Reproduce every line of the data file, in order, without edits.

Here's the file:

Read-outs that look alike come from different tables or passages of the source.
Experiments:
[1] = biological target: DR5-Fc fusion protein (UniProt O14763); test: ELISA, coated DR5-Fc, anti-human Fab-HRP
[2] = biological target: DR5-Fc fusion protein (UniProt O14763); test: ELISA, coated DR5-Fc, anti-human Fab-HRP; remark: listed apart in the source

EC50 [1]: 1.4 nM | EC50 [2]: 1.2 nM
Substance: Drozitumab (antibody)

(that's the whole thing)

Read-outs that look alike come from different tables or passages of the source.
Experiments:
[1] = biological target: DR5-Fc fusion protein (UniProt O14763); test: ELISA, coated DR5-Fc, anti-human Fab-HRP
[2] = biological target: DR5-Fc fusion protein (UniProt O14763); test: ELISA, coated DR5-Fc, anti-human Fab-HRP; remark: listed apart in the source

EC50 [1]: 1.4 nM | EC50 [2]: 1.2 nM
Substance: Drozitumab (antibody)